Skip to comments.Hey Neighbor, Stop Piggybacking on My Wireless
Posted on 03/04/2006 11:44:18 PM PST by conservative in nyc
For a while, the wireless Internet connection Christine and Randy Brodeur installed last year seemed perfect. They were able to sit in their sunny Los Angeles backyard working on their laptop computers.
But they soon began noticing that their high-speed Internet access had become as slow as rush-hour traffic on the 405 freeway.
"I didn't know whether to blame it on the Santa Ana winds or what," recalled Mrs. Brodeur, the chief executive of Socket Media, a marketing and public relations agency.
The "what" turned out to be neighbors who had tapped into their system. The additional online traffic nearly choked out the Brodeurs, who pay a $40 monthly fee for their Internet service, slowing their access until it was practically unusable.
Piggybacking, the usually unauthorized tapping into someone else's wireless Internet connection, is no longer the exclusive domain of pilfering computer geeks or shady hackers cruising for unguarded networks. Ordinarily upstanding people are tapping in. As they do, new sets of Internet behaviors are creeping into America's popular culture.
"I don't think it's stealing," said Edwin Caroso, a 21-year-old student at Miami Dade College, echoing an often-heard sentiment.
"I always find people out there who aren't protecting their connection, so I just feel free to go ahead and use it," Mr. Caroso said. He added that he tapped into a stranger's network mainly for Web surfing, keeping up with e-mail, text chatting with friends in foreign countries and doing homework.
Many who piggyback say the practice does not feel like theft because it does not seem to take anything away from anyone. One occasional piggybacker recently compared it to "reading the newspaper over someone's shoulder."
(Excerpt) Read more at nytimes.com ...
Two words: WEP Key.
Sitting in my suburban living room I have access to four wireless networks that aren't mine. I can't believe the signals are so strong they cut across the wooded neighborhood and through the walls of my home...but they do.
~ Blue Jays ~
It's called a WEP KEY. It's real easy to put on your router and then no more free rides.
If you don't want to share, use WEP. If you leave it open, then assume it's going to be used.
I have four other networks I could piggyback off right now if I wanted to. (I don't though)
One word: USELESS
WEP is completely compromised. Only WPA will offer any protection. Also, turn off the SSID broadcast feature.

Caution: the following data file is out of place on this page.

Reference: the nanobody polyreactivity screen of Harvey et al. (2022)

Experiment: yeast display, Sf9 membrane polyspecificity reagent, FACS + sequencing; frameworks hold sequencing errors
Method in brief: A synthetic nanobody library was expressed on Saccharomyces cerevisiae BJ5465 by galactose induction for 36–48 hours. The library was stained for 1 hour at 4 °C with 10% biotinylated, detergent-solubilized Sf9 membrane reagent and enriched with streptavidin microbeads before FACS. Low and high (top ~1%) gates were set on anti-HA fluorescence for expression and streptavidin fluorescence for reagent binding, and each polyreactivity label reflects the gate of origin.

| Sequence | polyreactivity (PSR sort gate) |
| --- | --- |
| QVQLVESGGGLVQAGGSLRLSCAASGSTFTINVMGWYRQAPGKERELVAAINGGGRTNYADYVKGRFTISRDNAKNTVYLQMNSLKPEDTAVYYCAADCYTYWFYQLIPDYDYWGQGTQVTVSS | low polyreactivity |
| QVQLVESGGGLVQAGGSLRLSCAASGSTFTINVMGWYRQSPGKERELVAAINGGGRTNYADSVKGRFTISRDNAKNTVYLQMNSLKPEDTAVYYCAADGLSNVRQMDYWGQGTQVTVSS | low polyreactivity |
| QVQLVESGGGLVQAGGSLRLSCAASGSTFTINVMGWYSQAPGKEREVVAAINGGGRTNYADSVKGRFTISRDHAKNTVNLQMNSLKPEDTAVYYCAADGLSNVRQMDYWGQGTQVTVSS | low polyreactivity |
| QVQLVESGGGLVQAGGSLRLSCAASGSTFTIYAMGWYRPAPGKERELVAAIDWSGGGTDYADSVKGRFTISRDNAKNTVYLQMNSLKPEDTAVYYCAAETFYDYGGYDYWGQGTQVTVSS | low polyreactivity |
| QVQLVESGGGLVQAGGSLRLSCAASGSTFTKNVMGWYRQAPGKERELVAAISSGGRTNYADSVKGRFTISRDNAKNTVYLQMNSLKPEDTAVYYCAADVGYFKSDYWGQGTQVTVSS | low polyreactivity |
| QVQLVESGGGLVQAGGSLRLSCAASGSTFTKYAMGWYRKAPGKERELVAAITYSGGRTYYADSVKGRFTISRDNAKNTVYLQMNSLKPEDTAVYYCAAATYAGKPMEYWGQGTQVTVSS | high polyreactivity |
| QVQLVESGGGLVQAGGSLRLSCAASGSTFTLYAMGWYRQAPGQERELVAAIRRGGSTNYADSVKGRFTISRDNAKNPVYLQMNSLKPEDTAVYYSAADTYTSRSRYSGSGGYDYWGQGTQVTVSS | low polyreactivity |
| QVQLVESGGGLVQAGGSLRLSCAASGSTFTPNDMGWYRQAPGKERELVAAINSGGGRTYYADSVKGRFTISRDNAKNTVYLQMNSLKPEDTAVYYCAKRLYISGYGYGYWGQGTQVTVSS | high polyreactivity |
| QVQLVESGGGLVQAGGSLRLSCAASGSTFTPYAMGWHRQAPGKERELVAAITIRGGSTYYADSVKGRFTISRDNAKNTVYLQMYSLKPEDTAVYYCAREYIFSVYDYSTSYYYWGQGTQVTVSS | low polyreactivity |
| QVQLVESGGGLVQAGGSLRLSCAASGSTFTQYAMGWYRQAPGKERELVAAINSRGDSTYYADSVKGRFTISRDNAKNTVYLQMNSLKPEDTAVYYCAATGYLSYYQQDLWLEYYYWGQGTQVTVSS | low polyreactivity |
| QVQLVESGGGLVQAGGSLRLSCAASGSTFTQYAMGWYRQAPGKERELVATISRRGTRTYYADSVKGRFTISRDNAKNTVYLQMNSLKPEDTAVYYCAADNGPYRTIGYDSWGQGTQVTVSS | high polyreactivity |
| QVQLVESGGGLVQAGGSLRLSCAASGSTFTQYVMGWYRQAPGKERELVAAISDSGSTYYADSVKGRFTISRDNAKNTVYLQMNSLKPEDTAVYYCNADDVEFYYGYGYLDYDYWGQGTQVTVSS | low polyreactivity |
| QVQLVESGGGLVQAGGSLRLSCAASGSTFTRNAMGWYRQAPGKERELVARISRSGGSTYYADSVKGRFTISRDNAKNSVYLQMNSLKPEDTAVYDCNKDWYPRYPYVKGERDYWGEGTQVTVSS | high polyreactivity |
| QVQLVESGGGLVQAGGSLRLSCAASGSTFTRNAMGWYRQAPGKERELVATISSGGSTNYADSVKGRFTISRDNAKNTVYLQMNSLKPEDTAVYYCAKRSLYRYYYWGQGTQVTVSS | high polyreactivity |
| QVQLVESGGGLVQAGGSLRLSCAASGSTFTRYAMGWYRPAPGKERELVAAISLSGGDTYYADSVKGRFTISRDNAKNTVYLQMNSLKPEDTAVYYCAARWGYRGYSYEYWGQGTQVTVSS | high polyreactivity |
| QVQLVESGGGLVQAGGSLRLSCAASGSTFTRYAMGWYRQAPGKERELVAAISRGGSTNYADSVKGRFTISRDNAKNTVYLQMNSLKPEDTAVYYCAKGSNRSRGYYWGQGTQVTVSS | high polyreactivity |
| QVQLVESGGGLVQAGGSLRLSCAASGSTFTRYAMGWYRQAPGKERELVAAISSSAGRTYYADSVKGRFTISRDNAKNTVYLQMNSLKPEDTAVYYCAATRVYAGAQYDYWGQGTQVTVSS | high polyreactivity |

We were at a function recently and two people that had wireless turned on their computers and said they were definately getting a signal from someone else's service. They were trying to get their own. They said as they move through the neighborhood, they pick up diffent people's service.
As an employee of a cable company (that offers broadband and wireless services) it comes actoss to me as the same logic as people who steal cable "nobody told me I couldn't use it, it was already there, blah, blah" but, IMO, if anybody transports a signal through the air space in my property and doesn't secure it, I ought to have the right to access it. That goes for satellite television, radio signals and, alas, wireless frequencies. You invaded my property so why should I not avail myself of your signal?
I know the law says you can't but common sense says you should. If somebody leaves a crate of oranges on my doorstep, is it wrong of me to eat them? Same principle.
Now if the user protects the signal from being used/intercepted, it should not be fair game for hackers but people who just expose themselves to this sort of thing probably deserve the inconvenience of freeloaders.
FWIW, I have never taken signals unlawfully. My employer comps my cable and internet.
You are correct of course, but the problem in most cases is just causal leaching. If someone is actively trying to break into your network the casual leach is the least of your problems.
Wow. This sort of imbecility is what paases for "chief executive" these days? Or is she Socket's only employee?
Hey Neighbor, stop broadcasting your unprotected connection.
Excellent. The truly diligent will do all three: WPA, no-SSID broadcast, and MAC registration.